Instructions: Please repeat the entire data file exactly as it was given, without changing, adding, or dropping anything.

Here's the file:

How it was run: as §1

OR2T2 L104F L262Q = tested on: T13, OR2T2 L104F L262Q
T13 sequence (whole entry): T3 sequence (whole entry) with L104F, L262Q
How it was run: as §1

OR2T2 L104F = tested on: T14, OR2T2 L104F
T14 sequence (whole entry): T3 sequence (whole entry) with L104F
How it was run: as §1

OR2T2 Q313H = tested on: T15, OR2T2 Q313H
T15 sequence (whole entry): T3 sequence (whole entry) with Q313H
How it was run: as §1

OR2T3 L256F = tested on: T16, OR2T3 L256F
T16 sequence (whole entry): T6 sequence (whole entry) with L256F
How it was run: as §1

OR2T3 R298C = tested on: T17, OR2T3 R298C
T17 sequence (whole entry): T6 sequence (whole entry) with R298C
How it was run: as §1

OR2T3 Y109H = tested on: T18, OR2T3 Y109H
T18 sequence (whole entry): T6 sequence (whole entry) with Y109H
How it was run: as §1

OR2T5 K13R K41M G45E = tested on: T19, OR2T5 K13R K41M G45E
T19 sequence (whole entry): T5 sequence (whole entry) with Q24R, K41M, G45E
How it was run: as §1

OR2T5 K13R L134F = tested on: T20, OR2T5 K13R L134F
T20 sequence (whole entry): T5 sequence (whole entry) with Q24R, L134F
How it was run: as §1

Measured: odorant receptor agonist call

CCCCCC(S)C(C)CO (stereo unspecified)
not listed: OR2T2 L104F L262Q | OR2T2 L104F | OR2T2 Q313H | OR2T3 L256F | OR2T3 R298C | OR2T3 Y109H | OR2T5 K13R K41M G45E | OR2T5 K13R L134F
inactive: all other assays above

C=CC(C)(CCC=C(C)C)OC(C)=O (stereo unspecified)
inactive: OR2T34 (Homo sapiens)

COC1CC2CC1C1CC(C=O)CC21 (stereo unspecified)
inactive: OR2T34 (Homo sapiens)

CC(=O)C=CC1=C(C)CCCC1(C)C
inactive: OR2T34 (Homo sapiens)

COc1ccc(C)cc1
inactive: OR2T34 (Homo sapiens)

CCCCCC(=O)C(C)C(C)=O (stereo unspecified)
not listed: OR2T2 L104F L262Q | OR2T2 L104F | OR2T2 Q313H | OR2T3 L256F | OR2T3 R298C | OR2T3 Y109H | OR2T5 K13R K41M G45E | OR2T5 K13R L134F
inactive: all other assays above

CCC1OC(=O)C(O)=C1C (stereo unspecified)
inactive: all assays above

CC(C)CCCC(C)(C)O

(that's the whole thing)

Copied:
How it was run: as §1

OR2T2 L104F L262Q = tested on: T13, OR2T2 L104F L262Q
T13 sequence (whole entry): T3 sequence (whole entry) with L104F, L262Q
How it was run: as §1

OR2T2 L104F = tested on: T14, OR2T2 L104F
T14 sequence (whole entry): T3 sequence (whole entry) with L104F
How it was run: as §1

OR2T2 Q313H = tested on: T15, OR2T2 Q313H
T15 sequence (whole entry): T3 sequence (whole entry) with Q313H
How it was run: as §1

OR2T3 L256F = tested on: T16, OR2T3 L256F
T16 sequence (whole entry): T6 sequence (whole entry) with L256F
How it was run: as §1

OR2T3 R298C = tested on: T17, OR2T3 R298C
T17 sequence (whole entry): T6 sequence (whole entry) with R298C
How it was run: as §1

OR2T3 Y109H = tested on: T18, OR2T3 Y109H
T18 sequence (whole entry): T6 sequence (whole entry) with Y109H
How it was run: as §1

OR2T5 K13R K41M G45E = tested on: T19, OR2T5 K13R K41M G45E
T19 sequence (whole entry): T5 sequence (whole entry) with Q24R, K41M, G45E
How it was run: as §1

OR2T5 K13R L134F = tested on: T20, OR2T5 K13R L134F
T20 sequence (whole entry): T5 sequence (whole entry) with Q24R, L134F
How it was run: as §1

Measured: odorant receptor agonist call

CCCCCC(S)C(C)CO (stereo unspecified)
not listed: OR2T2 L104F L262Q | OR2T2 L104F | OR2T2 Q313H | OR2T3 L256F | OR2T3 R298C | OR2T3 Y109H | OR2T5 K13R K41M G45E | OR2T5 K13R L134F
inactive: all other assays above

C=CC(C)(CCC=C(C)C)OC(C)=O (stereo unspecified)
inactive: OR2T34 (Homo sapiens)

COC1CC2CC1C1CC(C=O)CC21 (stereo unspecified)
inactive: OR2T34 (Homo sapiens)

CC(=O)C=CC1=C(C)CCCC1(C)C
inactive: OR2T34 (Homo sapiens)

COc1ccc(C)cc1
inactive: OR2T34 (Homo sapiens)

CCCCCC(=O)C(C)C(C)=O (stereo unspecified)
not listed: OR2T2 L104F L262Q | OR2T2 L104F | OR2T2 Q313H | OR2T3 L256F | OR2T3 R298C | OR2T3 Y109H | OR2T5 K13R K41M G45E | OR2T5 K13R L134F
inactive: all other assays above

CCC1OC(=O)C(O)=C1C (stereo unspecified)
inactive: all assays above

CC(C)CCCC(C)(C)O